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Posted on the 6th April 2023
The notorious Grand National Festival, which has killed so many innocent horses, will take place 13-15 April 2023.
The main Grand National race takes place on the final day of the Festival and is an incredibly perilous horse race. It’s run over a stamina-sapping four-and-a quarter miles and has 30 hazardous fences that the 40 horses who take part are forced to jump.
59 horses have been killed at the Grand National Festival since the year 2000, with four fatalities last year.
Animal Aid’s new campaign, which calls for a ban on Jump Racing, was launched in March in order to highlight the dangers to horses’ lives and welfare.
Our hard-hitting new film, created for social media, has been viewed more than 200,000 times since the launch of the campaign!
Jump racing events – such as the Cheltenham Festival in March and the Grand National Festival in April – are heavily promoted through the media, which helps to normalise routine cruelty to horses (such as the use of the whip) whilst failing to present comprehensive information relating to horse deaths and injuries.
We are also calling on compassionate people to take action by writing to ITV and BBC Radio 4, asking the broadcasters to stop promoting animal cruelty.
Click here to write to ITV and BBC Radio 4
For more information:
- Click here to see a list of the names and details of all the horses who have died at the Grand National Festival since 2000.
- Animal Aid’s Horseracing Consultant, Dene Stansall, has written a major briefing document on the issues with the Grand National racecourse and event.
- In 2007, Animal Aid launched Race Horse Deathwatch – the only public record of the names and details of horses killed on British racecourses, compiled using Animal Aid’s meticulous research.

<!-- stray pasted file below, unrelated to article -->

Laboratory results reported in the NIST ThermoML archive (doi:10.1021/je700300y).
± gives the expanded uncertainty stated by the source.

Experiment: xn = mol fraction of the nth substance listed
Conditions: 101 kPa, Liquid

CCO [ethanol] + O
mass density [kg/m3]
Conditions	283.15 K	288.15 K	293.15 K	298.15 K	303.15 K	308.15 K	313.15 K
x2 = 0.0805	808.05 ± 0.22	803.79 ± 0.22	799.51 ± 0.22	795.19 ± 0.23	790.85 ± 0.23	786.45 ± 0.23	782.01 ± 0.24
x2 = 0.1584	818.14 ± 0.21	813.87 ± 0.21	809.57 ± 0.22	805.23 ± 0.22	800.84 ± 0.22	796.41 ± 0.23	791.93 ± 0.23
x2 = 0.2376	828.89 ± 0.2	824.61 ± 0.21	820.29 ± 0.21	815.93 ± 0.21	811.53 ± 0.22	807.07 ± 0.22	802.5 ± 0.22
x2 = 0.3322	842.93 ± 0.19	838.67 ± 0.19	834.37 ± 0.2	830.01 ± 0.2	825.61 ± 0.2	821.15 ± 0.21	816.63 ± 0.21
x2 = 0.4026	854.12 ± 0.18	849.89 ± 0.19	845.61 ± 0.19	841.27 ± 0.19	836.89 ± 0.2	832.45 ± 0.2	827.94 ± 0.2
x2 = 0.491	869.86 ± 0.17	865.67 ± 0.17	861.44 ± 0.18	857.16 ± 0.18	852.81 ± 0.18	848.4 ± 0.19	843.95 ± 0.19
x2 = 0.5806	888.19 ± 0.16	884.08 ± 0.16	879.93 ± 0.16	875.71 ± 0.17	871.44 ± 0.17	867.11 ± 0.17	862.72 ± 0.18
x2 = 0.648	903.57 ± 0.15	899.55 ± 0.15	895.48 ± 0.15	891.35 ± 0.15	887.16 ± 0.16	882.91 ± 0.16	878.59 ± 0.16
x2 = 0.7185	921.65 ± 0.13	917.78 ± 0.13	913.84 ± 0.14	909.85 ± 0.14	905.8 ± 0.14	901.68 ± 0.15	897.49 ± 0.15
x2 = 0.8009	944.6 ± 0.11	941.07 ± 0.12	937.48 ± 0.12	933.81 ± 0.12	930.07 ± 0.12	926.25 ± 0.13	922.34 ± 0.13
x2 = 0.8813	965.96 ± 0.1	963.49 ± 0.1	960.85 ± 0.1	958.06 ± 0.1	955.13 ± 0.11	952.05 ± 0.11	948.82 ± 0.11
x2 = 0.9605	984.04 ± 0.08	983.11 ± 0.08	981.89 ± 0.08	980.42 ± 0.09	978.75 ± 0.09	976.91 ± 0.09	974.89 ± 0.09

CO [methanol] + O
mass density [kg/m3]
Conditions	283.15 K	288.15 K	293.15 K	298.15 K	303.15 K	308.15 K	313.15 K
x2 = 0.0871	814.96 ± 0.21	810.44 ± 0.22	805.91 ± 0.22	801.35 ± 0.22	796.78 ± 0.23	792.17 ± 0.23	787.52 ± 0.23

- Animal Aid’s campaign to ban the use of the whip in racing was supported by 96 MPs. A public opinion poll in 2018 found that 68% of respondents oppose the use of the whip in racing.
- Animal Aid’s campaign which calls for the creation of an independent body to be responsible for race horse welfare led to a Parliamentary debate five years ago. Animal Aid continues to campaign for the British Horseracing Authority to be stripped of its responsibility for race horse welfare, due to the shocking rate of race horse deaths and injuries.
- In 2021, Animal Aid’s undercover footage from a UK abattoir that slaughters horses featured exclusively in a BBC Panorama programme entitled The Dark Side of Horseracing. The programme showed that equines, including horses from the British and Irish racing industries, were being slaughtered for their meat. One of the horses featured in the programme was top race horse Vyta Du Roc, who was killed for his meat. As a result of the programme, the British Horseracing Authority introduced regulations that make it compulsory for any horse who is racing in Britain to be signed out of the food chain. Animal Aid wants the government to go further and to introduce limits on the numbers of horses who can be produced, because this will result in fewer unwanted horses. For more information, visit: animalaid.org.uk/horse-slaughter.
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In three weeks, the three-day Grand National Festival will take place (13-15 April). The event is a relentless killer of race horses, who die in the most horrific of circumstances.
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